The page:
In light of skyrocketing real estate values in Florida, for most Floridians their single most valuable asset is their home. If a homeowner is survived by a spouse or minor children, his or her residence is protected homestead property under Florida’s Constitution (Art. X, § 4(c)) and Probate Code (F.S. §731.201(29)), and thus not subject to devise pursuant to F.S. § 732.4015. However, if the homeowner’s residence is NOT protected homestead property, one might be forgiven for assuming that the residence was “freely” devisable.

Not so fast said the Florida Supreme Court in McKean v. Warburton, 2005 WL 3601898 (Fla. September 8, 2005). If a homeowner that expects NOT to be survived by a spouse or minor children wants to make sure that his or her single most valuable asset at death can be used to satisfy pre-residuary bequests, the Florida Supreme Court’s holding in this case requires that the homeowner specifically provide in his or her Will that the homestead property be sold and added to the general probate estate. Specifically, the Florida Supreme Court provided the following drafting advice for all Florida estate planners:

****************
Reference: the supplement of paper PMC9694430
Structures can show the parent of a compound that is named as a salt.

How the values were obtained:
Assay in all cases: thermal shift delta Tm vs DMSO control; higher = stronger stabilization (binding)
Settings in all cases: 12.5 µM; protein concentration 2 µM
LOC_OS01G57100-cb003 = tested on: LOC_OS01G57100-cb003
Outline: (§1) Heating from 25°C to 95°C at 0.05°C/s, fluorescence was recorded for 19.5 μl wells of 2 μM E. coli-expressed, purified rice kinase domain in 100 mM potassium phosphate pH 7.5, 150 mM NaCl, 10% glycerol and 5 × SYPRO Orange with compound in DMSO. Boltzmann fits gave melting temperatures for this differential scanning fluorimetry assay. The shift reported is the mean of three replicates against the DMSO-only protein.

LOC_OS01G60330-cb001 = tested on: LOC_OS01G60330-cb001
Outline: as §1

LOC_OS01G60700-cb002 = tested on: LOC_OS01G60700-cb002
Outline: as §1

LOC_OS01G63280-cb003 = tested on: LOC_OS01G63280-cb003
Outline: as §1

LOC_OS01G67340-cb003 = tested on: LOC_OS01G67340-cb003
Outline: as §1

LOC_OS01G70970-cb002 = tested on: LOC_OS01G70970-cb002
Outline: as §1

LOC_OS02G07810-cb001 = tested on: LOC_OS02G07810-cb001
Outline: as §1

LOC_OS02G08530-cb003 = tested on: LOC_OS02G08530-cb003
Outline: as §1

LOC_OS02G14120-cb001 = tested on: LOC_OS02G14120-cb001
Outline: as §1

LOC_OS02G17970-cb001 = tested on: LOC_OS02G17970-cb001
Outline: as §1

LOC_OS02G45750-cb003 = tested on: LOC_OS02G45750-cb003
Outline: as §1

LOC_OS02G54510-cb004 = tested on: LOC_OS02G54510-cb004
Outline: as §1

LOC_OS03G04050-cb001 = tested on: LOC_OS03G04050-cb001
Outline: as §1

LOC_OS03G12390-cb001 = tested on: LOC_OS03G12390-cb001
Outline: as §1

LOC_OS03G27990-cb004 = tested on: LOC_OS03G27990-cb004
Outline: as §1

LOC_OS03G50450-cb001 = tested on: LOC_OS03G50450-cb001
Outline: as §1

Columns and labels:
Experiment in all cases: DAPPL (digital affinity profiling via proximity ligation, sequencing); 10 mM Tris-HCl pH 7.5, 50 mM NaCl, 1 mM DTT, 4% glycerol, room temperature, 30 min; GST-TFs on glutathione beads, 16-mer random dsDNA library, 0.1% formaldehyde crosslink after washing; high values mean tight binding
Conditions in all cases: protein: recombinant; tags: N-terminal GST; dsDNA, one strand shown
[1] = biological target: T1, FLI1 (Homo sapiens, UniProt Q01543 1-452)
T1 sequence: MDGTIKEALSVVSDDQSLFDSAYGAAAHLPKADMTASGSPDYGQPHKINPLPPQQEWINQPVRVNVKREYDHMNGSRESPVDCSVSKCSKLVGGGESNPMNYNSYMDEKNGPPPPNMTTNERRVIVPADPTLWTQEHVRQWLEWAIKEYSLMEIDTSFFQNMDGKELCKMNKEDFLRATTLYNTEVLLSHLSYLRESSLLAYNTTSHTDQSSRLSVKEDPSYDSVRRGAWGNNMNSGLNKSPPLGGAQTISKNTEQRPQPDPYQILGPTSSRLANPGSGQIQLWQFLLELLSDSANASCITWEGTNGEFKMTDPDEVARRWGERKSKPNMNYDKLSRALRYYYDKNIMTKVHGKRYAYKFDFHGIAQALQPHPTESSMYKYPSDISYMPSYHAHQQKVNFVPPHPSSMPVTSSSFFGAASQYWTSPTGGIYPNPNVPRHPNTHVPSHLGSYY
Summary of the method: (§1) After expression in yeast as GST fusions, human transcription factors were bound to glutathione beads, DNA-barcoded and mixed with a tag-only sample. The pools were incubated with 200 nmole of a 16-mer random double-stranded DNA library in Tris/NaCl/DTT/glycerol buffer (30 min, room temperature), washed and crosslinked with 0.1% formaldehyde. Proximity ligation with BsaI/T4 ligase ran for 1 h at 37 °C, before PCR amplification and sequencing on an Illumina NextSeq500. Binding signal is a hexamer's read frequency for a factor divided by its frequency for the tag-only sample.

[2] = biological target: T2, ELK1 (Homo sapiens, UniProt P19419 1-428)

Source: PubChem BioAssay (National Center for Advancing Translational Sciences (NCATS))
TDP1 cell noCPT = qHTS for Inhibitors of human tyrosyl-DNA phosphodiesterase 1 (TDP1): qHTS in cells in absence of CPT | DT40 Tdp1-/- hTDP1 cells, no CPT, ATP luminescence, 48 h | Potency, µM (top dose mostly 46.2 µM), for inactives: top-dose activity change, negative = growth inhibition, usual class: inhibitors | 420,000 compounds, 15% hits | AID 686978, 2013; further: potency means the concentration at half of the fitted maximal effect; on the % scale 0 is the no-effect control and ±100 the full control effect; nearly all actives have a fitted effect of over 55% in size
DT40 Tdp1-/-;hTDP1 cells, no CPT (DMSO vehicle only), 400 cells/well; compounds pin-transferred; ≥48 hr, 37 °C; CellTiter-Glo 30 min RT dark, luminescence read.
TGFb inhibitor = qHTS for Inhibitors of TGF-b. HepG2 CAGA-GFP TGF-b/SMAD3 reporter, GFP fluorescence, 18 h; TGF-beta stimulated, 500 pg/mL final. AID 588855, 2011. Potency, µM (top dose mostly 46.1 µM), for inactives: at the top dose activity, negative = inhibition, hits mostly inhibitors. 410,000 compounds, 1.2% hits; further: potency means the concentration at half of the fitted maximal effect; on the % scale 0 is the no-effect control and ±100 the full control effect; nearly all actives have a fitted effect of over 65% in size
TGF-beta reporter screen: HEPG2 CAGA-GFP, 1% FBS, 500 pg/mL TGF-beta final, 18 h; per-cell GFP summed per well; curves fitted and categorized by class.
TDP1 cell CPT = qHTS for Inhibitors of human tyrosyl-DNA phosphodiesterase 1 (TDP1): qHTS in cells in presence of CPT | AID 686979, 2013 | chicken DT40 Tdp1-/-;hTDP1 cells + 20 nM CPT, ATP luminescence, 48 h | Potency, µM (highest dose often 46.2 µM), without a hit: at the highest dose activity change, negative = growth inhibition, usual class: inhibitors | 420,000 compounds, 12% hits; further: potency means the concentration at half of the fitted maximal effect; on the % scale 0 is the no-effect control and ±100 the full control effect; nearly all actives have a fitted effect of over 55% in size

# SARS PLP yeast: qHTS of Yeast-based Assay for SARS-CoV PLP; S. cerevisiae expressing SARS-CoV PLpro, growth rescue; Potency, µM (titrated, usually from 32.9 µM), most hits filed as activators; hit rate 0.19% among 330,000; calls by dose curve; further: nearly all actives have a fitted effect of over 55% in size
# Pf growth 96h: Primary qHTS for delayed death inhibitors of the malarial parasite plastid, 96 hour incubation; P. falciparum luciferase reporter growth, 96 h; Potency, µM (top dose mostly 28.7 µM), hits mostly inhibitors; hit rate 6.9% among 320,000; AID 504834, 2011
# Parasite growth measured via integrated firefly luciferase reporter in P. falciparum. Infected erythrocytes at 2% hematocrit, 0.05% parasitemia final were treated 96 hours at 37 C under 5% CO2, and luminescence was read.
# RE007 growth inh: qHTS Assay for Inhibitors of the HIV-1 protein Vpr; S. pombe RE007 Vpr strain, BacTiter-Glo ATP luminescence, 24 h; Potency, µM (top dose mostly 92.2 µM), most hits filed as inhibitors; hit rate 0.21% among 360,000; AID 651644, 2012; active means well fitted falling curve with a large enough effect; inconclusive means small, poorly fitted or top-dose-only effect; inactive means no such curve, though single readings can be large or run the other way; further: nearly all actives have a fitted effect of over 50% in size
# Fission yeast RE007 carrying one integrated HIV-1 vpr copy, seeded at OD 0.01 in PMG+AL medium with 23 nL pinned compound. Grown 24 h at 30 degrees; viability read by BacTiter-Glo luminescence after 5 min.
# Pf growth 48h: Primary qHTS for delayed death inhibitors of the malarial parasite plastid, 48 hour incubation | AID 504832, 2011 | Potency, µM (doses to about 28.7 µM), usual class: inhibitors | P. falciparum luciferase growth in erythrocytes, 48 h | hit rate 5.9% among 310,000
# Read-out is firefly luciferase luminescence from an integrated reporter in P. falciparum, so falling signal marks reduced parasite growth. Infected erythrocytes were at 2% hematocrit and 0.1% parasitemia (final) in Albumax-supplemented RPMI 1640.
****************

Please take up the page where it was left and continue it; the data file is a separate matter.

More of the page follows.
We therefore . . . hold that where a decedent is not survived by a spouse or minor children, the decedent’s homestead property passes to the residuary devisees, not the general devisees, unless there is a specific testamentary disposition ordering the property to be sold and the proceeds made a part of the general estate.